Hell's Angels

Hell's Angels

Hardback Modern Library (Hardcover)

By (author) Hunter S. Thompson

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  • Publisher: Modern Library Inc
  • Format: Hardback | 288 pages
  • Dimensions: 137mm x 206mm x 28mm | 363g
  • Publication date: 7 December 1999
  • Publication City/Country: New York
  • ISBN 10: 067960331X
  • ISBN 13: 9780679603313
  • Edition: New edition
  • Edition statement: New edition
  • Sales rank: 107,581

Product description

" California, Labor Day weekend . . . early, with ocean fog still in the streets, outlaw motorcyclists wearing chains, shades and greasy Levis roll out from damp garages, all-night diners and cast-off one-night pads in Frisco, Hollywood, Berdoo and East Oakland, heading for the Monterey peninsula, north of Big Sur. . . The Menace is loose again." Thus begins Hunter S. Thompson's vivid account of his experiences with California's most no-torious motorcycle gang, the Hell's Angels. In the mid-1960s, Thompson spent almost two years living with the controversial An-gels, cycling up and down the coast, reveling in the anarchic spirit of their clan, and, as befits their name, raising hell. His book successfully captures a singular moment in American history, when the biker lifestyle was first defined, and when such countercultural movements were electrifying and horrifying America. Thompson, the creator of Gonzo journalism, writes with his usual bravado, energy, and brutal honesty, and with a nuanced and incisive eye; as The New Yorker pointed out, " For all its uninhibited and sardonic humor, Thompson's book is a thoughtful piece of work." As illuminating now as when originally published in 1967, Hell's Angels is a gripping portrait, and the best account we have of the truth behind an American legend.

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The Modern Library has played a significant role in American cultural life for the better part of a century. The series was founded in 1917 by the publishers Boni and Liveright and eight years later acquired by Bennett Cerf and Donald Klopfer. It provided the foundation for their next publishing venture, Random House. The Modern Library has been a staple of the American book trade, providing readers with affordable hardbound editions of important works of literature and thought. For the Modern Library's seventy-fifth anniversary, Random House redesigned the series, restoring as its emblem the running torchbearer created by Lucian Bernhard in 1925 and refurbishing jackets, bindings, and type, as well as inaugurating a new program of select-ing titles. The Modern Library continues to provide the world's best books, at the best prices.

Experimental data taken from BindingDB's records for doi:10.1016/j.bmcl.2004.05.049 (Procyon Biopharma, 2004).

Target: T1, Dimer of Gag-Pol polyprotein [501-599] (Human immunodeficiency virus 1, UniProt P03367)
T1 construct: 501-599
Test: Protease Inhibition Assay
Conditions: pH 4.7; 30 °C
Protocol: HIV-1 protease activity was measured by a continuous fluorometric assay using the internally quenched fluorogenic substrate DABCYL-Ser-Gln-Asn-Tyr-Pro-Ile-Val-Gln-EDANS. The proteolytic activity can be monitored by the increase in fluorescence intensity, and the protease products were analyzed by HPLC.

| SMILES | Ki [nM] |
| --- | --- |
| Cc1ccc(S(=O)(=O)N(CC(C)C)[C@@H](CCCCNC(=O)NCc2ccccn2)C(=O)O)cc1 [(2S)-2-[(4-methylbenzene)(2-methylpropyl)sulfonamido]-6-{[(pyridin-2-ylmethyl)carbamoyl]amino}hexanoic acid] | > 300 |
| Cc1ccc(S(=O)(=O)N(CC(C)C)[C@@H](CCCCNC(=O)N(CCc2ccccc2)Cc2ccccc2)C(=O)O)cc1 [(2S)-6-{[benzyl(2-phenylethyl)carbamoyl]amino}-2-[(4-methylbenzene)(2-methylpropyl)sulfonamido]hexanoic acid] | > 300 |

Review quote

"Thompson has presented us with a close view of a world most of us would never encounter. His language is brilliant, his eye remarkable." --"The New York Times Book Review" "Superb and terrifying." --Studs Terkel, "Chicago Tribune"

Editorial reviews

'My own acid-eating experience is limited in terms of total consumption'... This is not the drug-addled Hunter S Thompson of later years, but the product of diligent research on the early days of the Hell's Angel phenomenon of 1960s America. Thompson associated himself with the Angels for a year; drinking with them, riding with them, and eventually pushing his luck too far and being 'stomped' by them. He came up with an entertaining and rounded picture of the 'outlaws', broadly sympathetic, but neither an apology for their excesses, nor a condemnation of their sometimes terrible crimes. This highly enjoyable book is distinctively Thompson; free-wheeling journalism shot through with a snarling distaste for authority. (Kirkus UK)

Flap copy

"California, Labor Day weekend . . . early, with ocean fog still in the streets, outlaw motorcyclists wearing chains, shades and greasy Levis roll out from damp garages, all-night diners and cast-off one-night pads in Frisco, Hollywood, Berdoo and East Oakland, heading for the Monterey peninsula, north of Big Sur. . . The Menace is loose again." Thus begins Hunter S. Thompson's vivid account of his experiences with California's most no-torious motorcycle gang, the Hell's Angels. In the mid-1960s, Thompson spent almost two years living with the controversial An-gels, cycling up and down the coast, reveling in the anarchic spirit of their clan, and, as befits their name, raising hell. His book successfully captures a singular moment in American history, when the biker lifestyle was first defined, and when such countercultural movements were electrifying and horrifying America. Thompson, the creator of Gonzo journalism, writes with his usual bravado, energy, and brutal honesty, and with a nuanced and incisive eye; as The New Yorker pointed out, "For all its uninhibited and sardonic humor, Thompson's book is a thoughtful piece of work." As illuminating now as when originally published in 1967, Hell's Angels is a gripping portrait, and the best account we have of the truth behind an American legend.